The next day, I received an e mail from him that said, “Mr. Bilanich: I have thought about the scheduled meeting next Wednesday and have decided not to follow through with this interview.”
Having said all this, I need to say that this is a young man, probably 17 years old. His social skills are probably not well developed. However, his handling of this situation demonstrates a lack of interpersonal competence.
Let’s look at the facts here. This young man is applying to Harvard – a university that accepts a very low percentage of applicants; one that has more high school class valedictorians applying than there are spaces in the entering class. Most students jump at the chance to meet face to face with someone who can enhance their odds of being accepted. These interviews can help greatly. In an interviewer meeting conducted at the end of the interview process a few years ago, I successfully argued for the admission of a student who would have been overlooked had I not been there to advocate for her. I could have done the same for this young man had his credentials and interpersonal skills impressed me.
This young man missed that opportunity. He was extremely blasé about the whole process. First he suggested a telephone interview. Then he almost demanded that I meet with him at the time and place of his choosing. Finally, he canceled because I insisted on a venue away from his school.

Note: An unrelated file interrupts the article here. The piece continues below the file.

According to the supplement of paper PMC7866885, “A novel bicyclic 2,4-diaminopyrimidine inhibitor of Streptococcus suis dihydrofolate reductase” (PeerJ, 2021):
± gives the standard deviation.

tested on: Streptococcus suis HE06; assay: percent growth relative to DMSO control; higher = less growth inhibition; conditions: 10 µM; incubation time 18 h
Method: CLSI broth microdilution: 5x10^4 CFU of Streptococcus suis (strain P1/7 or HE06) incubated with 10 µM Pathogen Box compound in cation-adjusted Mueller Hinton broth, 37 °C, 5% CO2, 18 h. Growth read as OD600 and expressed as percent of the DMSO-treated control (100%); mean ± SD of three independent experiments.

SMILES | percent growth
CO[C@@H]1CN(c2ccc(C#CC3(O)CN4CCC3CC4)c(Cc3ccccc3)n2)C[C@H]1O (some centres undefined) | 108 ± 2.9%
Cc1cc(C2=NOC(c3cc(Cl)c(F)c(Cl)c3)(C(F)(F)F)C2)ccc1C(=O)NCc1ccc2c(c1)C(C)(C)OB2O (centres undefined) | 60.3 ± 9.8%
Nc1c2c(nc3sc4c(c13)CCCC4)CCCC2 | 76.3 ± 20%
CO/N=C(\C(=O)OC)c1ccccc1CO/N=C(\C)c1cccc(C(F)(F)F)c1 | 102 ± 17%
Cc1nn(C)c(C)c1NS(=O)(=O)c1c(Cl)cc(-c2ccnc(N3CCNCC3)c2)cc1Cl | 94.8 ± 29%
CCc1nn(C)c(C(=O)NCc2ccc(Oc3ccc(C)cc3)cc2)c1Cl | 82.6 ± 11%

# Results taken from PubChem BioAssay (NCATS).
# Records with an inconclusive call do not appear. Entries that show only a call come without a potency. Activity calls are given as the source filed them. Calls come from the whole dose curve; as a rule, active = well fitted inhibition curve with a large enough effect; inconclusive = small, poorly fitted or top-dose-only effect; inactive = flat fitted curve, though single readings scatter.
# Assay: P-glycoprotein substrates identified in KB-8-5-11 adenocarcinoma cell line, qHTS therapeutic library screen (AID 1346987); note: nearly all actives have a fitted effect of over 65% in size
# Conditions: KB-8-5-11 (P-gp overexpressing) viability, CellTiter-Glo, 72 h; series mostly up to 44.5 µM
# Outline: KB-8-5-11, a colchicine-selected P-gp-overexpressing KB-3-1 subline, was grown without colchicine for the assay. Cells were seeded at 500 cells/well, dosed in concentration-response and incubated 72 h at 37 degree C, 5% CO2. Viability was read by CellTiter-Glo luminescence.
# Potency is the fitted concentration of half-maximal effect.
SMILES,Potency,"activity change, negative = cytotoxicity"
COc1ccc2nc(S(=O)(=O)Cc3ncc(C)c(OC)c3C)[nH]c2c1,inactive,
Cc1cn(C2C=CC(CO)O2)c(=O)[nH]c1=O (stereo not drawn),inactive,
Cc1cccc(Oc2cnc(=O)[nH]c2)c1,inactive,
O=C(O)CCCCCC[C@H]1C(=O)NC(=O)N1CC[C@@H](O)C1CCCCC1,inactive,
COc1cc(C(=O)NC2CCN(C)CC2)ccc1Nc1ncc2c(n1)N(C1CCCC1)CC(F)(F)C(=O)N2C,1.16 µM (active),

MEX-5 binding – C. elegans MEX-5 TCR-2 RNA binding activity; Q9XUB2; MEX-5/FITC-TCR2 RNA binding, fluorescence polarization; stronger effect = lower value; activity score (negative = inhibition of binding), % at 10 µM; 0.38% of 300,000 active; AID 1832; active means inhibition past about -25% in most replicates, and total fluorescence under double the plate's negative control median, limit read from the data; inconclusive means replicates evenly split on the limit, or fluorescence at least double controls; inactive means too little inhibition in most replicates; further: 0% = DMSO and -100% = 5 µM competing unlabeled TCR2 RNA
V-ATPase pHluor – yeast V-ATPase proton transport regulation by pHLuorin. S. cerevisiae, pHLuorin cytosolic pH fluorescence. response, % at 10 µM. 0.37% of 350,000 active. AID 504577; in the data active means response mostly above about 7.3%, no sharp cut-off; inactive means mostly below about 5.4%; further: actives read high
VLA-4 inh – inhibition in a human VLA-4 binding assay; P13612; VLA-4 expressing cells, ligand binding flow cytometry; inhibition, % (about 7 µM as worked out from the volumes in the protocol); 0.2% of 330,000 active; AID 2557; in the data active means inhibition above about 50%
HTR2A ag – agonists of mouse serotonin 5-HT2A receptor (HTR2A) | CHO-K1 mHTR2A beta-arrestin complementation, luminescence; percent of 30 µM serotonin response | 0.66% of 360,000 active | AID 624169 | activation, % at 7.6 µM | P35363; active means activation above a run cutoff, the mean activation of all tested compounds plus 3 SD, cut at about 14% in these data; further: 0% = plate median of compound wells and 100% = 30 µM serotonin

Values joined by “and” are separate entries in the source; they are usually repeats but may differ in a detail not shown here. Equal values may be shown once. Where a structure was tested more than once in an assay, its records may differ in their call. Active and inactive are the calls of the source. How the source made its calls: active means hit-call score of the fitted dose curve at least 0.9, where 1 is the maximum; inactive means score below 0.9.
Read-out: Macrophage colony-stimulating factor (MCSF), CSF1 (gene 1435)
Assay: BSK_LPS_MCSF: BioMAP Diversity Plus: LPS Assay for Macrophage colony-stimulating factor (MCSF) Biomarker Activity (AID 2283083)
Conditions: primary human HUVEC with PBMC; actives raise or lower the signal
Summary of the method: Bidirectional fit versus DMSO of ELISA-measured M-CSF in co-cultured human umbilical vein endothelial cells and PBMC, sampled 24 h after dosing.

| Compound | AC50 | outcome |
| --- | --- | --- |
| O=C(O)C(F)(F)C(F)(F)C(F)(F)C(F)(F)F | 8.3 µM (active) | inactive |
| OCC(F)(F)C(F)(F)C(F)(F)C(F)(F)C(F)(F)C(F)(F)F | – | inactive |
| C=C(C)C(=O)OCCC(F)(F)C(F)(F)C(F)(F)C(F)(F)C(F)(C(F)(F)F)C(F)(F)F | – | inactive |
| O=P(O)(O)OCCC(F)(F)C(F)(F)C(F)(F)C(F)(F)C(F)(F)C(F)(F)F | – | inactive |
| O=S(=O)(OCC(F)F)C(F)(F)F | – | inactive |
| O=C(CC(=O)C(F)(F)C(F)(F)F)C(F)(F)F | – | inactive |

Because he was assigned to me, I will have to complete an interview report. Unfortunately for this young man, the only thing I have to report is that he chose to decline the interview. The admissions office will most likely see this behavior as a lack of interest in the university. In other words, this young man has turned a potential positive into a negative. I am sorry that he chose to do so.
I can only speculate on why he chose to not avail himself of this opportunity. Maybe he applied to Harvard on a lark and does not expect to be accepted. Maybe he is strong academically and thinks that his grades and board scores will guarantee his acceptance. Maybe he is a legacy and is counting on that to get him accepted.
His reason for turning down the interview is not the important point here. What is important is the fact that he had an opportunity to enlist an ally to his cause and chose to not do so.
There are several common sense points here. Successful people are interpersonally competent. Interpersonally competent people go out of their way to build relationships – especially with people who can help them achieve their goals. When you are faced with a situation where someone is willing to help you, go out of your way to meet that person at least half way. Don’t feel that your performance or reputation is enough to guarantee your success. Take every opportunity you have to build relationships and demonstrate your interpersonal competence.
That’s my take on the strange case of the Harvard admissions interview that never was. What’s yours? I’m really interested in hearing comments on this one. Please take a few minutes and tell us what you think. As always, thanks for reading.